New Golf Training Platform Ikonik Lets Students Control the Process

The Shalhoup siblings, Kristina and James, were both talented competitive golfers at an early age and continued playing through college (NYU for Kristina, Johnson & Wales for James). But even for skilled youngsters, lesson retention and focused development proved elusive, says their father, Jim. 

This experience prompted Jim Shalhoup, a former executive in the golf industry, to develop a digital training platform called Ikonik to distill insights, consolidate communication and offer an archive of video instruction for a student to learn the sport with the guidance of a coach.

“My first thought was, why don’t we flip the classroom and put all the learning materials up front, and let the student own the process rather than the coach own the process?” says Ikonik CEO Jim Shalhoup, who previously was a regional sales manager for Callaway Golf and the CEO of golf business platform Back9Links. “And I thought that would be a more pertinent way, you to get to what they’re trying to get to, which is the learning.”

Ikonik formally launched this week with Elysian Park Ventures as an investor, the LPGA as a strategic partner, and the PGA as a collaborative partner, with 14 of its 41 regions signed on. Ikonik’s Smart Chat facilitates the sharing of comments and videos between player and coach by tying each to a particular lesson or practice session. The app contains more than 300 lesson modules, each with a preloaded video tutorial and the flexibility for a coach to customize by adding his or her own. And it collects all of a student’s diagnostic test and scoring data for easy reference.

Shalhoup designed Ikonik as a B2B2C app. Coaches, he believes, are necessary gatekeepers for which module is accessed and when, as they need to guide players through the material. That’s reflected in the business model, too, as coaches pay $20 per month per student using the platform. (There is also a $250 certification course to train coaches on the platform and other digital resources.)

“Most of the applications that we’ve seen that go direct to consumers generally fall short, because the consumer doesn’t necessarily know how to teach themselves,” Shalhoup says. “So the interaction from a coach to the student, we think, is valuable. So this is really giving the tools to the coach to more effectively teach and train students.”

One of the coaches to contribute videos to that platform is Brian Jacobs, an instructor near Rochester, N.Y., who has won several teaching awards and is a lead instructor in the Golf Channel Academy network. He generally maintains a roster of 60 students at a time but has added 10 remote clients through beta testing of Ikonik—working with skill levels ranging from raw beginners to a former NFL player (Eric Wood) who owns a GCQuad simulator and shaved his handicap down to five.

Jacobs says he especially appreciates Ikonik’s data-driven approach to instruction with an emphasis on regular assessments. “I love the ability of the diagnostic tests,” he says. “I’m a big data collector. You have to with your upper-level players, especially. So when they do a diagnostic test that helps me develop their plan, so that we can stay on point. Their model is to test, teach, train and then retest.”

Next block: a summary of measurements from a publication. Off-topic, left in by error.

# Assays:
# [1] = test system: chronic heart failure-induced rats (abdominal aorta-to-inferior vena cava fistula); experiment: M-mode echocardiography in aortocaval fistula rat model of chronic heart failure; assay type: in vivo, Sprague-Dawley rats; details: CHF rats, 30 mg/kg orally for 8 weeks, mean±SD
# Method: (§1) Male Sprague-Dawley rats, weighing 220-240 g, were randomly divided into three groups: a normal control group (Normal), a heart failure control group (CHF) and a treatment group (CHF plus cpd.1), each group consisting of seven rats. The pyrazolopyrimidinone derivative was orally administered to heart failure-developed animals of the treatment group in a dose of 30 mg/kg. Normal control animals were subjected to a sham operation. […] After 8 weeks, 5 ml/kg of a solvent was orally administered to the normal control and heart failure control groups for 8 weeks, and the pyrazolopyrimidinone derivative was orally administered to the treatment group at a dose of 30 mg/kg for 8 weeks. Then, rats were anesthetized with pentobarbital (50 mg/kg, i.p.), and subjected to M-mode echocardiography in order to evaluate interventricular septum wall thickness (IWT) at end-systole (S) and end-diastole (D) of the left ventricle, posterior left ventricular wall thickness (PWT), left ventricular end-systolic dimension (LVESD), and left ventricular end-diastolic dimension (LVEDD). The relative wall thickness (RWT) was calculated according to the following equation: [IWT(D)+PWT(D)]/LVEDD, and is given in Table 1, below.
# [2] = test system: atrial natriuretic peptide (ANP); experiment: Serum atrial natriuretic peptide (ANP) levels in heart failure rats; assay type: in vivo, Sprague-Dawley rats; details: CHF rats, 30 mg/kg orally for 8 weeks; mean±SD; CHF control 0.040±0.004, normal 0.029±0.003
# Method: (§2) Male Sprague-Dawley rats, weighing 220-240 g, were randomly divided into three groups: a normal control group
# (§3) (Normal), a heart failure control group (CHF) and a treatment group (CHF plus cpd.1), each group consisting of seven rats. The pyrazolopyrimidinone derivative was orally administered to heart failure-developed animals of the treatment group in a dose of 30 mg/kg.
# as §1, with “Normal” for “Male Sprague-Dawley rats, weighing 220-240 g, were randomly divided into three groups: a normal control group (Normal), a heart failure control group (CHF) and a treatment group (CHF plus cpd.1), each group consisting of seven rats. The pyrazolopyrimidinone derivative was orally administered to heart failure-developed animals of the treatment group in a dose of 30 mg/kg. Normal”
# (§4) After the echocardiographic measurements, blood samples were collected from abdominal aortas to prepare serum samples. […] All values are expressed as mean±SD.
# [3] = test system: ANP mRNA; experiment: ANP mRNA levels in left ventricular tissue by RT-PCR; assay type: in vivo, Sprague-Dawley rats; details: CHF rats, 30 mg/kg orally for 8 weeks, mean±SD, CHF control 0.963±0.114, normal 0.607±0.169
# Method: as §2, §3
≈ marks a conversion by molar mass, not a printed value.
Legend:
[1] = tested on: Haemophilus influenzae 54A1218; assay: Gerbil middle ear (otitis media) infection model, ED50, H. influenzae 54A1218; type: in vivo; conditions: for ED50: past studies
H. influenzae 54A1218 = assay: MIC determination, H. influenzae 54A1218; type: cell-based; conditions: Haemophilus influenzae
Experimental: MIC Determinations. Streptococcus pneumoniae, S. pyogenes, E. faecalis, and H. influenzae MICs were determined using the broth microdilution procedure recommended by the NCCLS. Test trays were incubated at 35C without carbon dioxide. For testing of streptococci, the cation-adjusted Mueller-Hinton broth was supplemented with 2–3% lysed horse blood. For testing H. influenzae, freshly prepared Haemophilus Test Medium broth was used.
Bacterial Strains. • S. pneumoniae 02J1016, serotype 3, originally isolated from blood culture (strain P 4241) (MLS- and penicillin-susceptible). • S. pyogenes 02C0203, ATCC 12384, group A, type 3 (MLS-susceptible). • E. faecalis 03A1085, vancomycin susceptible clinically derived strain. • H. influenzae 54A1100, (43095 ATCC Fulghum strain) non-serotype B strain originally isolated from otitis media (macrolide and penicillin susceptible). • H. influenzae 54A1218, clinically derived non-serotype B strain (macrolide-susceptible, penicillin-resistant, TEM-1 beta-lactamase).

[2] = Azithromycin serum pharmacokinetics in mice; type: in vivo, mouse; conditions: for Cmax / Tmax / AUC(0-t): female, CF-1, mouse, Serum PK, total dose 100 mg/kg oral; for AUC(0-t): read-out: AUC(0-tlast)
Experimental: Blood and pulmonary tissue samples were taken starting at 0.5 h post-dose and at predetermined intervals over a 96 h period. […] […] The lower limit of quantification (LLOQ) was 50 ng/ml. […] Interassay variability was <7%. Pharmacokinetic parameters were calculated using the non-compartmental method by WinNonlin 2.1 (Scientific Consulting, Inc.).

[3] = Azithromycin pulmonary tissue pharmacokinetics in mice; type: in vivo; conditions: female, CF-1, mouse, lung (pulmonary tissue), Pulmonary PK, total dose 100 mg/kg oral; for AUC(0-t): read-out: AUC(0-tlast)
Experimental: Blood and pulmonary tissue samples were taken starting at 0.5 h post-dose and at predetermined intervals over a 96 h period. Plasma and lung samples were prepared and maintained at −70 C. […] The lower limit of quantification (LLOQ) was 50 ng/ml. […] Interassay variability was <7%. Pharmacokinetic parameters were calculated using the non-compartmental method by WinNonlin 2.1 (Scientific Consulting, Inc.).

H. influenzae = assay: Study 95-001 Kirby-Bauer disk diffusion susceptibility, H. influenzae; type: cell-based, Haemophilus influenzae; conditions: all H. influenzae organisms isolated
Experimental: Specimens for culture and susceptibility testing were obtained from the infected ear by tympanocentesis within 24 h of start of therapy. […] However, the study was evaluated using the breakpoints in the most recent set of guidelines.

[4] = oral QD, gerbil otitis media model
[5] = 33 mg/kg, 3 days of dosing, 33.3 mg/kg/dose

“You are spending less time actually turning the wrench,” adds Jacobs, who trained under renowned instructor Hank Haney. “So it’s more streamlined. In a way, you’re replacing yourself. But that’s a good thing because you want to empower the student to be able to think on their own, act on their own, play on their own.”

Ikonik promises to provide even more information in the future. Shalhoup says the app has an AI engine and, once it ingests a critical mass of player data, it will apply machine learning to help guide pertinent lesson modules based on a user’s playing style and preferences. The CEO also plans to incorporate more objective sources to guide the player experience.

“We want to use some of that data coming from biomechanics, launch monitors, force plates, stats training—all of those things to help feed the data to help create more programs for coaches,” Shalhoup says. “At the moment, we’re going to remain agnostic there and do it through API.”

Jacobs is one of the featured instructors who provided videos to Ikonik. He says he has filmed 16 training videos for the Golf Channel and recorded 40 to 50 of his own, all of which can be entered into the platform thanks to its customization.

Some of the other coaches include LPGA Tour player Tina Tombs and PGA pro Brendon Elliott, who is the founder of the youth program Little Linksters. Earlier in the development process, Shalhoup says he had conversations with well-known instructors David Leadbetter, Jim McLean and Michael Breed at which point a consultant on the project joked about the potential involvement from these “icons of the game”—a quip that ultimately led to the app name, Ikonik.

Most established instructors made their names at physical locations—Ledbetter operates his own academy in Orlando, McLean runs a golf school at The Biltmore Miami—but Jacobs believes the business models will change, especially considering that some clubs ask for up to 50% of a coach’s fee for use of the course. Ikonik is a platform that could accelerate that new trend.

“You’re going to see more and more teachers moving towards an on-demand platform,” Jacobs says. “And you know, there are guys and girls in this business already that that’s all they do. They only do on-demand teaching or virtual teaching because it doesn’t cost them anything for overhead for grass, for carts, to use the golf course. And then they put the onus back on the student, which is where it should be.”

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